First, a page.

Qataris: farming zeroes to heroes

Qataris: farming zeroes to heroes

If you think farming where you live is challenging, take a minute to think about the farmers in Qatar. One of the hottest and most arid places on earth, temperatures there can reach 50°C and solar radiation is off the charts. Rainfall amounts to less than 100mm per year while high humidity makes working outside a nightmare from June to October. During the short sharp winter from December to January, winds that regularly blow up to 35 knots bring walls of dust called ‘haboobs’ that block out the sun. 

For most of recorded history, the only thing this peninsula on the Persian Gulf the size of Hong Kong was good for was raising goats and growing dates. That all changed with the start of oil drilling in 1939, and that helped turn Qatar from a desolate backwater into the fourth richest country in the world, with GDP per capita of $87,000, according to the World Bank. Australia, the world’s 12th richest country, has a per capita GDP of $78,000.

Qatar is one of the hottest and most arid places on earth, temperatures there can reach 50°C and solar radiation is off the charts.

The oil boom was not good for local food production. The number of Qataris working in agriculture declined and the country started to import large amounts of food. By 1974, agriculture only accounted for 0.65 per cent of GDP. As food prices began rising, the government began pondering the importance of food self-sufficiency, and sent its people on fact-finding missions around the world to learn how to boost agriculture output. 

From 1980 to 2015, the amount of arable land in Qatar was expanded from 2,256 hectares to 28,000 hectares. But the value of agricultural output increased only marginally over this time, accounting for about
1 per cent of GDP, while more than 90 per cent of food requirements were imported.

But that was about to change. An imports blockade imposed by its neighbours in 2017 made Qataris critically aware that they can’t rely on other countries for their food basket, and that they finally had to get serious about farming.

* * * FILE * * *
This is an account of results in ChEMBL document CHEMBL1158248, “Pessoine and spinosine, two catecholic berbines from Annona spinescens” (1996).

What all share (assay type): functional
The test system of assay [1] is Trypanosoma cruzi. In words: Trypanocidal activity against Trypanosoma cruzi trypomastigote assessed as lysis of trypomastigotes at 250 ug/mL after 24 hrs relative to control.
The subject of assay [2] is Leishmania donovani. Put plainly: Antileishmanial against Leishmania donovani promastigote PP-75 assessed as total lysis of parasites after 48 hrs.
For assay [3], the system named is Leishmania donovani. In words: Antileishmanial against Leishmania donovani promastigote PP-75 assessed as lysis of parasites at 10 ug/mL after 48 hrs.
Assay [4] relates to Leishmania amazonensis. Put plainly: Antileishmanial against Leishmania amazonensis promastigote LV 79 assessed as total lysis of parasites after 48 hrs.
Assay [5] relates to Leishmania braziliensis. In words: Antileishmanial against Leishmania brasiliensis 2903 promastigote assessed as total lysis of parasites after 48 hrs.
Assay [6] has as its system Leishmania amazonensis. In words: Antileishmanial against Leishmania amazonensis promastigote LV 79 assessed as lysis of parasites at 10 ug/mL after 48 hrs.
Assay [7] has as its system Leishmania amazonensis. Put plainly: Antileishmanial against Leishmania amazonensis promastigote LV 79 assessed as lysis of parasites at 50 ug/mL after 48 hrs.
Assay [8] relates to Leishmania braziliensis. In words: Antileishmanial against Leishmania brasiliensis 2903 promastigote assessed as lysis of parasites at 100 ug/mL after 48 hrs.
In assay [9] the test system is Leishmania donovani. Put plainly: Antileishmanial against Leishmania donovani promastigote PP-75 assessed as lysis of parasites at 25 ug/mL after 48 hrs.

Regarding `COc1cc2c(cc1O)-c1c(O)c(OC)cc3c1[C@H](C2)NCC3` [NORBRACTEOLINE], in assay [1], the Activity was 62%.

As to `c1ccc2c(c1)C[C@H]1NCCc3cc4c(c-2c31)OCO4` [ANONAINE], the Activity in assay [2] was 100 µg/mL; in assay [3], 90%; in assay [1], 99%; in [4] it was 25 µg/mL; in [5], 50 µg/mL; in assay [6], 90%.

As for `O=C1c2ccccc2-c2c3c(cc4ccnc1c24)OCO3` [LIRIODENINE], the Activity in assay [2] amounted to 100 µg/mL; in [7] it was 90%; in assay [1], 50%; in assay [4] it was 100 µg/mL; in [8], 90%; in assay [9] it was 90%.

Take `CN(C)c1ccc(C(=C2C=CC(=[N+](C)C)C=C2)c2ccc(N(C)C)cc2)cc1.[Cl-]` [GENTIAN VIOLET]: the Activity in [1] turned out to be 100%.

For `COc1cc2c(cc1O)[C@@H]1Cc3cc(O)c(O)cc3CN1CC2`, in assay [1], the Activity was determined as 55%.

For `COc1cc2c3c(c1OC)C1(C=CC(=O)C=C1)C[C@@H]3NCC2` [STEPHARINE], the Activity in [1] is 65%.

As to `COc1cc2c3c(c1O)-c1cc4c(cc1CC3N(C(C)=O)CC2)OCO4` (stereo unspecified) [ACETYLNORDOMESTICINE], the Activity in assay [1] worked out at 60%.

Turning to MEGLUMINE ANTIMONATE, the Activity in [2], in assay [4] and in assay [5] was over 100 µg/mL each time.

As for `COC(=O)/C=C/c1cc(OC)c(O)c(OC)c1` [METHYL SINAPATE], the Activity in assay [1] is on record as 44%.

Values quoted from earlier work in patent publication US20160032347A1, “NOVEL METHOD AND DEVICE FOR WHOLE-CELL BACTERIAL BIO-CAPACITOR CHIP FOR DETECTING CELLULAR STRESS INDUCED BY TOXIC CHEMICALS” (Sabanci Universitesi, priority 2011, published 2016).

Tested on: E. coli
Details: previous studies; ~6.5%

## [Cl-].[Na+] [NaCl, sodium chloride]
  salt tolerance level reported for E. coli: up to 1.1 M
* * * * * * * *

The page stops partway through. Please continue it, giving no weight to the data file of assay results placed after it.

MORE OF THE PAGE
Oil drilling in 1939 in Qatar helped turn Qatar from a desolate backwater into the fourth richest country in the world, with GDP per capita of $87,000, according to the World Bank.

Let the farming begin

Within two years, Qatar increased horticultural, fisheries, livestock and dairy production by a whopping 400 per cent to become the 13th most food-secure country in the world, according to the 2019 Global Food Security Index. And it’s still growing strong. Valued at $200 million last year, Qatar’s agricultural market is projected to reach $290 million by 2028, according to Verified Market Research, a projected annual compound growth rate of 4.87 per cent. Another US market research firm, Mordor Intelligence, projects annual growth of 6.3 per cent.

“Qatar after 5 June 2017 is not like Qatar before. We now don’t want or need anyone,” says Saba al-Fadala, spokesperson for Baladna, a former Qatari sheep and goat farm that is now one of the largest dairy producers in the Middle East.

So how did the Qataris go from farming zeros to heroes in such a short space of time? 

Mordor Intelligence credits the adoption of “sustainable and smart agricultural techniques such as hydroponics, smart irrigation and aquaponics that have improved the optimum utilisation of arable land and the quality of fruits and vegetables”.

A date farm in Qatar. Two years ago, the local production for fruits and vegetables did not exceed 10 per cent of demand. Now it’s almost 30 per cent.